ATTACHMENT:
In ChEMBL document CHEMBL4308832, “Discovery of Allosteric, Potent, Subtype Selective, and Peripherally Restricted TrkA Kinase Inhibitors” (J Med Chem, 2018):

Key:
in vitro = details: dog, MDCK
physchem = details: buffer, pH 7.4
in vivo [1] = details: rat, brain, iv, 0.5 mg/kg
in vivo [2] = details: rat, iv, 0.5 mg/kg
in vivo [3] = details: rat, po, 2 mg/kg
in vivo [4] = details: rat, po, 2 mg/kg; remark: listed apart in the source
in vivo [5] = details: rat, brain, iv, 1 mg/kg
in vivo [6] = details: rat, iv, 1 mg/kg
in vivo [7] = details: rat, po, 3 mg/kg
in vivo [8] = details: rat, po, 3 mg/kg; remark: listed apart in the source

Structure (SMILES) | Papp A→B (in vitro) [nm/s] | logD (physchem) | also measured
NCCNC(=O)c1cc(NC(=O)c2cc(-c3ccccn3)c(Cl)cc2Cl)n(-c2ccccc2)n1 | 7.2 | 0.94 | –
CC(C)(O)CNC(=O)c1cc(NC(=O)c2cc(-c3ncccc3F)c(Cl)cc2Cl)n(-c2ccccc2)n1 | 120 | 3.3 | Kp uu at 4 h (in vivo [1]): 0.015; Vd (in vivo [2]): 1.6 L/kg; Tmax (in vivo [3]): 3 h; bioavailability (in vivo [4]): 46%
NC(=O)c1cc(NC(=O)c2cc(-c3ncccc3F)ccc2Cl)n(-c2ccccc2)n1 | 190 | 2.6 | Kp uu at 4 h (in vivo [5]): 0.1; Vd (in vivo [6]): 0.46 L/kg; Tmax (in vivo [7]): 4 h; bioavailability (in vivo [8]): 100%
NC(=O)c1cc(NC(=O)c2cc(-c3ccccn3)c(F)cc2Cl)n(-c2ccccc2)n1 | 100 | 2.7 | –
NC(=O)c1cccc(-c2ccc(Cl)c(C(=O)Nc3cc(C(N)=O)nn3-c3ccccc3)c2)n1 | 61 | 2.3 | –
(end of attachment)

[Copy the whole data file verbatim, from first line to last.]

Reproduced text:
In ChEMBL document CHEMBL4308832, “Discovery of Allosteric, Potent, Subtype Selective, and Peripherally Restricted TrkA Kinase Inhibitors” (J Med Chem, 2018):

Key:
in vitro = details: dog, MDCK
physchem = details: buffer, pH 7.4
in vivo [1] = details: rat, brain, iv, 0.5 mg/kg
in vivo [2] = details: rat, iv, 0.5 mg/kg
in vivo [3] = details: rat, po, 2 mg/kg
in vivo [4] = details: rat, po, 2 mg/kg; remark: listed apart in the source
in vivo [5] = details: rat, brain, iv, 1 mg/kg
in vivo [6] = details: rat, iv, 1 mg/kg
in vivo [7] = details: rat, po, 3 mg/kg
in vivo [8] = details: rat, po, 3 mg/kg; remark: listed apart in the source

Structure (SMILES) | Papp A→B (in vitro) [nm/s] | logD (physchem) | also measured
NCCNC(=O)c1cc(NC(=O)c2cc(-c3ccccn3)c(Cl)cc2Cl)n(-c2ccccc2)n1 | 7.2 | 0.94 | –
CC(C)(O)CNC(=O)c1cc(NC(=O)c2cc(-c3ncccc3F)c(Cl)cc2Cl)n(-c2ccccc2)n1 | 120 | 3.3 | Kp uu at 4 h (in vivo [1]): 0.015; Vd (in vivo [2]): 1.6 L/kg; Tmax (in vivo [3]): 3 h; bioavailability (in vivo [4]): 46%
NC(=O)c1cc(NC(=O)c2cc(-c3ncccc3F)ccc2Cl)n(-c2ccccc2)n1 | 190 | 2.6 | Kp uu at 4 h (in vivo [5]): 0.1; Vd (in vivo [6]): 0.46 L/kg; Tmax (in vivo [7]): 4 h; bioavailability (in vivo [8]): 100%
NC(=O)c1cc(NC(=O)c2cc(-c3ccccn3)c(F)cc2Cl)n(-c2ccccc2)n1 | 100 | 2.7 | –
NC(=O)c1cccc(-c2ccc(Cl)c(C(=O)Nc3cc(C(N)=O)nn3-c3ccccc3)c2)n1 | 61 | 2.3 | –